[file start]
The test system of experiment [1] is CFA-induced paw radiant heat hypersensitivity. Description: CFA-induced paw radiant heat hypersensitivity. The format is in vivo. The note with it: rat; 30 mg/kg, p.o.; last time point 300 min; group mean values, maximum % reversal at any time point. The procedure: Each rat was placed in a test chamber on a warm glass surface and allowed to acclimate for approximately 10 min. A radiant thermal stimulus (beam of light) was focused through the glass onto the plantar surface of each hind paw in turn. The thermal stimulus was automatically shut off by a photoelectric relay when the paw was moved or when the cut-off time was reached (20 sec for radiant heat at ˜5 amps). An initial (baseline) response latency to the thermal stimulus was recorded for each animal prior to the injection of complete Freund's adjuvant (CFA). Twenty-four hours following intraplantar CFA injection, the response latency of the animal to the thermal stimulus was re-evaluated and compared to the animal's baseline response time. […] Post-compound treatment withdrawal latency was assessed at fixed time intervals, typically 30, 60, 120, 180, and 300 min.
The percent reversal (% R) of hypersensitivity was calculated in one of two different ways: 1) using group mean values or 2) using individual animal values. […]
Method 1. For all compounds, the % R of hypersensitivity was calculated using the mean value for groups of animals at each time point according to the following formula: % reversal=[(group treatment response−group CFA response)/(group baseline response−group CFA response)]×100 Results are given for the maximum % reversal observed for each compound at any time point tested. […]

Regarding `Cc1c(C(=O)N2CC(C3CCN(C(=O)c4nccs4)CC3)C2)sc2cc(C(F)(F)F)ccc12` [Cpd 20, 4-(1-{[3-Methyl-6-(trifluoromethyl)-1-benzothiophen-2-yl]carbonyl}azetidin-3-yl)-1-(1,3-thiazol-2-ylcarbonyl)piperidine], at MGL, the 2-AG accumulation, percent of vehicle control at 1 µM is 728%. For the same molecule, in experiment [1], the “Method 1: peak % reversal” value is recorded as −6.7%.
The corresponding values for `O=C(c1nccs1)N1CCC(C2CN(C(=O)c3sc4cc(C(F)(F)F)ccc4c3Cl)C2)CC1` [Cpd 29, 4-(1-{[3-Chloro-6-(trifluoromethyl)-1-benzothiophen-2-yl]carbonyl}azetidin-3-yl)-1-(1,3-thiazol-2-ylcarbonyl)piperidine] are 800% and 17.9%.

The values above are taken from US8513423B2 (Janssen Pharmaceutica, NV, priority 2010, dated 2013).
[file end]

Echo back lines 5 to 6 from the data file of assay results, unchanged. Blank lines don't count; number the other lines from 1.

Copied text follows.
The corresponding values for `O=C(c1nccs1)N1CCC(C2CN(C(=O)c3sc4cc(C(F)(F)F)ccc4c3Cl)C2)CC1` [Cpd 29, 4-(1-{[3-Chloro-6-(trifluoromethyl)-1-benzothiophen-2-yl]carbonyl}azetidin-3-yl)-1-(1,3-thiazol-2-ylcarbonyl)piperidine] are 800% and 17.9%.

The values above are taken from US8513423B2 (Janssen Pharmaceutica, NV, priority 2010, dated 2013).